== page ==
RBI Cuts Key Rates By 25 Basis Points Each

Mumbai, October 29: | Updated: Oct 30 2002, 05:30am hrs
Reserve Bank of India (RBI) governor Bimal Jalan reiterated his softer interest rate bias by reducing the Bank Rate, cash reserve ratio (CRR) and the repos-rate by 25 basis points (bps) each.

The Bank Rate has been reduced to 6.25 per cent from 6.5 per cent and the new rate is effective from the close of business on October 29, 2002. Likewise, the repos-rate under RBIs liquidity adjustment facility (LAF) has been reduced to 5.5 per cent from 5.75 per cent and the new cut-off rate will be made available on October 30, 2002.

The RBI has also announced a 25 bps reduction to 4.75 per cent, from the current level of 5 per cent. This will be effective from the fortnight beginning November 16, 2002. As per industry estimate, the CRR reduction would infuse further liquidity of around Rs 3,000 crore into the inter-bank market. On the Bank Rate reduction, Dr Jalan is categorical that the impact of a rate cut has not been percolating down and the average lending rates of banks continue to be substantially higher than the Bank Rate.

Under such circumstances, Dr Jalan ruled out any further reduction in Bank Rate if the current reduction fails to affect banks lending rates. The Bank Rate is now at its lowest level since 1973: Over the last four and a half years, the Rate has successively been reduced to the current level from 11 per cent. Though the present level of the Bank Rate as well as call money and other money market rates are quite comfortable and there is a sizeable gap between these rates and the average lending rates of banks, no useful purpose is likely to be served by a further reduction in the Bank Rate in the near future, he said.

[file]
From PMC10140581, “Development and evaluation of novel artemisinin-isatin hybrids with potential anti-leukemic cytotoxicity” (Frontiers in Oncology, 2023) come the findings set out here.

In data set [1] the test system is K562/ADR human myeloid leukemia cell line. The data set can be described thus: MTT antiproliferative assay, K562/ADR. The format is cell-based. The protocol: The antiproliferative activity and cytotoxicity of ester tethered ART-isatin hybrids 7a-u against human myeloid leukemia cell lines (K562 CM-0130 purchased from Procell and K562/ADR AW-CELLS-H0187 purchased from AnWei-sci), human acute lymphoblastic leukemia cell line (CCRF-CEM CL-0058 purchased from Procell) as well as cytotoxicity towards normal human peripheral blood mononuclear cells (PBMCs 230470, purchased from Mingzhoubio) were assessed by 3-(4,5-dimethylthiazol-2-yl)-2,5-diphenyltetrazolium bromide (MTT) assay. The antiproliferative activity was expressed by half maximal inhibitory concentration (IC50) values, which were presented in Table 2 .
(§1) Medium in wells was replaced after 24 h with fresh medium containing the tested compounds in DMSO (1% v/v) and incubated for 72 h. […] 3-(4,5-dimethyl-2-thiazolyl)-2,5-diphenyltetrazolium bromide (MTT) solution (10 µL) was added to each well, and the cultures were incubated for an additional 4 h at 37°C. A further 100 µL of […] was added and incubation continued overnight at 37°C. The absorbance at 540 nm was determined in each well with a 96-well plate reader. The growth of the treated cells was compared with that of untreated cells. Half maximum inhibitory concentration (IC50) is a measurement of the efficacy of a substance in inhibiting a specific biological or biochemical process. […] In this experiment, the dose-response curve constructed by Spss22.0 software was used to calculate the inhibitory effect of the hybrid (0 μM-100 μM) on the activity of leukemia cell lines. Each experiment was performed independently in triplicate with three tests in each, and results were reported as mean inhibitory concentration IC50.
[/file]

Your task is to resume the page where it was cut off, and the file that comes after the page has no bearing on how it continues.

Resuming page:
However, the inter-bank market reacted positively to the rate cut announcements and the government securities (G-Secs) prices rose sharply across maturities. The benchmark 10-year yield at the 7.4 per cent 2012 paper was seen at its all-time low of 6.97 per cent, down from its earlier all-time low of 7.0223 per cent hit on October 18. The sharp reduction in the Bank Rate (over the period) has also been reflected in a fall in call money rates and Treasury Bill rates as well as yields on G-Secs across all maturities. In nominal terms, as well as in real terms (in relation to the prevailing rate of inflation), it is reasonable to observe that the Bank Rate, call money rates as well as yields on government securities are now quite reasonable, the RBI said.